An interesting sidebar at Gennett Records: When King Oliver’s group with Louis Armstrong first recorded their classic discs in 1923, Armstrong, with his power-playing on the cornet, was moved back away from the pick-up horn and into the hallway of the studio to prevent his robust sound from drowning out the rest of the group on the recordings!

Bix in the Big-Time: The Making of a Jazz Legend

In October of 1926, Bix Beidebecke joined the Jean Goldkette band out of Detroit. The band which was headquartered at the Graystone Ballroom in Detroit was well-known and regarded. Bix and the band opened at the famous Roseland Ballroom in New York City opposite one of the best jazz ensembles of the time – the all-black Fletcher Henderson Orchestra. The resulting “Battle of the Bands,” as it was billed by Roseland, left Goldkette’s group with top honors – quite an upsetting experience for the seasoned Henderson group.

These were the early days of jazz when bands were segregated – either wholly white or black. Black musicians had literally birthed and raised jazz to its adolescence by 1926, and they still largely defined its direction.

The boyish-looking young white man from Davenport, Iowa, playing cornet for Goldkette was, by now, turning heads in the jazz world with his pure tone and his innovative jazz phrasing. White and black musicians alike were very impressed with his fresh style, reminiscent in some ways of the pioneering innovations of Louis Armstrong. By 1926, Louis, himself, had made it a point to see and hear this young white player perform his very own pioneering jazz style.

“Ain’t None of Them Play Like Him Yet”

Adolphus “Doc” Cheatham, a legendary black musician whose trumpet playing spanned from the early nineteen-twenties to well into his nineties, and who knew all of the great ones, stated that many cornet/trumpet players back then, white and black, tried hard to imitate Beiderbecke’s unique tone and style of playing: As hard as they tried, they found it impossible, he concluded.

Perhaps the finest tribute to Beiderbecke and his talent came from the great Louis Armstrong himself: “Ain’t none of them play like him yet.”

Paul Whiteman: No Better Than This!

In October of 1927, Beiderbecke hit the top – an invitation to join the Paul Whiteman Orchestra…quickly accepted. When Whiteman came calling, few musicians turned him down. Even Bing Crosby’s young career got its kick-start as vocalist with the Whiteman Orchestra. Paul Whiteman, a violin player, had been billed as the “King of Jazz,” a decided misnomer even though he was a significant influence and his orchestra resided at the summit of the musical mountain. Perhaps you have heard that old tune, Whispering? Whiteman made that into a very big hit in the twenties. In 1924, he also premiered George Gershwin’s famous orchestral jazz composition, Rhapsody in Blue in New York City. Unfortunately, Bix’s arrival at music’s summit with the Whiteman Orchestra coincided with the beginning of his precipitous, personal fall.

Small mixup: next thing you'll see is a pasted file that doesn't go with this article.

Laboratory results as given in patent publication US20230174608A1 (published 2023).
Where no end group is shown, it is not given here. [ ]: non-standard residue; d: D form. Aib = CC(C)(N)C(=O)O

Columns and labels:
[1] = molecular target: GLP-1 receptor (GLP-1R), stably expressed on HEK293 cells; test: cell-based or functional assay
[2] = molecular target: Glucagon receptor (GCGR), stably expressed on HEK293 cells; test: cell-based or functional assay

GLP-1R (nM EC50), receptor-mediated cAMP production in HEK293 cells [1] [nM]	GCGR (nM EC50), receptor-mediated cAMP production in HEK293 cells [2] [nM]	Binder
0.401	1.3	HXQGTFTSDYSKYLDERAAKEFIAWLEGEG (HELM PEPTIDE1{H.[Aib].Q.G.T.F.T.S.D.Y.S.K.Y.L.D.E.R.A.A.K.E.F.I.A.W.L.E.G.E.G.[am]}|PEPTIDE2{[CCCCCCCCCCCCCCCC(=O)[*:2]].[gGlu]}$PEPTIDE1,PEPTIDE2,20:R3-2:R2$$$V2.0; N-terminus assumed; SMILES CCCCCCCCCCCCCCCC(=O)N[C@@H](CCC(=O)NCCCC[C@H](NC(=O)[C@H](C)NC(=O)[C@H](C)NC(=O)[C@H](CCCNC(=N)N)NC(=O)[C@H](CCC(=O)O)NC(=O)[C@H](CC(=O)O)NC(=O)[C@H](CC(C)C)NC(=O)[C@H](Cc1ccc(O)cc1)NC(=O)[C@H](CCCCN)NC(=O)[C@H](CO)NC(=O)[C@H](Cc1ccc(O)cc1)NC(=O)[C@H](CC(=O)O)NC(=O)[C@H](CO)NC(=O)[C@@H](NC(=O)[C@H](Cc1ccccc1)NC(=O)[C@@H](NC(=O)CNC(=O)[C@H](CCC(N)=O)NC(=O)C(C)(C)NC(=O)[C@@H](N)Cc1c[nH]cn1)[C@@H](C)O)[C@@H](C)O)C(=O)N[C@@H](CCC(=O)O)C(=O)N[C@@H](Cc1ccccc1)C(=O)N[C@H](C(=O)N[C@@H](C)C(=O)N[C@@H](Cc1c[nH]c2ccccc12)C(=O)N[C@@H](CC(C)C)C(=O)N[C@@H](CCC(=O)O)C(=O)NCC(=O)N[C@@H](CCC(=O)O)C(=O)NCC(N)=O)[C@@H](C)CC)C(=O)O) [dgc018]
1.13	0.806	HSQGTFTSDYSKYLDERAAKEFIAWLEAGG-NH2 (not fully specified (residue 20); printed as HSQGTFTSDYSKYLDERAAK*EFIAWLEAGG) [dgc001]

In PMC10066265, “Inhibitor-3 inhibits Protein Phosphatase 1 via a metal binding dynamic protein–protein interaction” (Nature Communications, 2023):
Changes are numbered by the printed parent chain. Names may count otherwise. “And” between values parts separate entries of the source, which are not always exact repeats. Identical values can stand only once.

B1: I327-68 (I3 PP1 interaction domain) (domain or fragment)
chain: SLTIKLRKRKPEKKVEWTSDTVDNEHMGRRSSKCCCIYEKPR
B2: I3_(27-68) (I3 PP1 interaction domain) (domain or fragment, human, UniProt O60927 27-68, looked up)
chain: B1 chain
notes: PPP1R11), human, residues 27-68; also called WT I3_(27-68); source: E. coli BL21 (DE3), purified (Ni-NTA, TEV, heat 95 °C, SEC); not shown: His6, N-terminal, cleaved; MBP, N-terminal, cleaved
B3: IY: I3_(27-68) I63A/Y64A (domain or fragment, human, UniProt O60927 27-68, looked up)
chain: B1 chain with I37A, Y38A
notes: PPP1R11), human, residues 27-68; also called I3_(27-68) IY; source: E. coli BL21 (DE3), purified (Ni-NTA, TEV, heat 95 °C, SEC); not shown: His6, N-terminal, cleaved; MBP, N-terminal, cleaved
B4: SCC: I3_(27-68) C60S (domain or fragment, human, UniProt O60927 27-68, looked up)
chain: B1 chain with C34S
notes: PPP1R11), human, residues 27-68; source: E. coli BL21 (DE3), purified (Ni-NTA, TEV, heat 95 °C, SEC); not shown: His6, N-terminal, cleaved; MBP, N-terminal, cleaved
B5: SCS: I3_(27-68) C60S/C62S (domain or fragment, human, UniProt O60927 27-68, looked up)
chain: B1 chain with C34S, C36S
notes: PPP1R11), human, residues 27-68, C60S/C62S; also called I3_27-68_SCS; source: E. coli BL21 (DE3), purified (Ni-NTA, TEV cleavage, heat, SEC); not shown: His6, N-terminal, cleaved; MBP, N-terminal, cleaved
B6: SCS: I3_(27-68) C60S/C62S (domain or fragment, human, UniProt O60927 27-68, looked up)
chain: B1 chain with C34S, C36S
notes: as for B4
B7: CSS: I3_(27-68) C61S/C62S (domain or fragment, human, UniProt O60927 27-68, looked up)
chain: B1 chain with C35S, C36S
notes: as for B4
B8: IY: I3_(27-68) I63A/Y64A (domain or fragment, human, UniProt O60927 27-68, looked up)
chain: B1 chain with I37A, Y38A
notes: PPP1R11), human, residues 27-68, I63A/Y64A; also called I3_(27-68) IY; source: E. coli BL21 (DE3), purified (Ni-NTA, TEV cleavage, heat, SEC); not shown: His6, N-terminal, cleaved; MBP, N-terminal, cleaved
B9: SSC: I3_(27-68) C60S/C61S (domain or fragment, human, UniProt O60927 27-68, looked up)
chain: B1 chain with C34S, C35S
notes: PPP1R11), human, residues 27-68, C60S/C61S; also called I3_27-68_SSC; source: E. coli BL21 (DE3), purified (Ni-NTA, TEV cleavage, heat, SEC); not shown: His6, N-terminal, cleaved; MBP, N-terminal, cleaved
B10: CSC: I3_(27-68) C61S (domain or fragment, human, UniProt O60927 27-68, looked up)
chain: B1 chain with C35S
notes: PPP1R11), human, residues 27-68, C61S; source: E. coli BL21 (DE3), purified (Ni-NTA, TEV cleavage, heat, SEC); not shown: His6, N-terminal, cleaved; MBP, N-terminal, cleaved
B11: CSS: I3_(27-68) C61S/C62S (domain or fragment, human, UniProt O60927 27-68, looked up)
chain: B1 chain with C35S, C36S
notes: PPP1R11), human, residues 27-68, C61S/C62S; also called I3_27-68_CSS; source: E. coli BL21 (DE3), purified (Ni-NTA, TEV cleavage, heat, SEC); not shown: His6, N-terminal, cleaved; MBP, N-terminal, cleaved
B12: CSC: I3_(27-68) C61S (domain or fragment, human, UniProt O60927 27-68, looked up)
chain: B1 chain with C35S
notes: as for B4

Life in the Fast Lane – Then Suddenly Gone

Bix’s smooth run with Whiteman was to last no more than a year. By November of 1928, after a year of grueling touring and recording with Whiteman, Beiderbecke suffered a nervous breakdown in Cleveland. His troubles were unquestionably fueled by his love of gin and uncontrolled drinking which by this time had affected his health and his playing. Whiteman sent him home to his parents in Davenport to recover. When Beiderbecke returned after two such attempts at alcoholic recovery, Whiteman finally had to let him go. Beiderbecke spent his last months in a New York apartment in Queens where he died at twenty-eight years of age from failing health and pneumonia on August 6, 1931. Alcohol had literally robbed the cradle of one of music’s most illustrious, inventive musicians.

A Sad and Poignant Sidebar to the Bix Story

Bix’s body died from his flagrant misuse of alcohol, but his heart and soul likely were already dead from the steadfast lack of recognition and approval from his parents. In the euphoria of those occasions when Bix recorded with the Goldkette and Whiteman bands, he proudly sent copies of his records to his parents in Iowa to share with them his success. While he was at home in Davenport recuperating after his breakdown with the Whiteman band, Bix discovered the cache of records he had sent to his parents in celebration of his musical achievement stashed in a closet …the packages were never opened.

Knowing Bix: The Legend and the Cult

The life and career of Bix Beiderbecke holds a special fascination for most early jazz enthusiasts. For someone with so short a musical life, he has captured the imaginations of many fans over the decades – to the point of becoming a music legend.

I have his recordings, and I have listened. His cornet solos do stand apart from other players – I particularly love his rendition of I’m Coming, Virginia recorded with Frank Trumbauer in 1927 – a true classic. The fine jazz cornet player, Bobby Hackett, played that number in tribute to Bix at the memorable Benny Goodman jazz concert in Carnegie Hall, 1938. With respect to Hackett’s tribute, it is interesting for me to reflect upon my current, avid interest in Bix and my very first LP album purchased almost 60 years ago as a teenager – Bobby Hackett’s In a Mellow Mood! I still have that album – so many “connections” throughout life.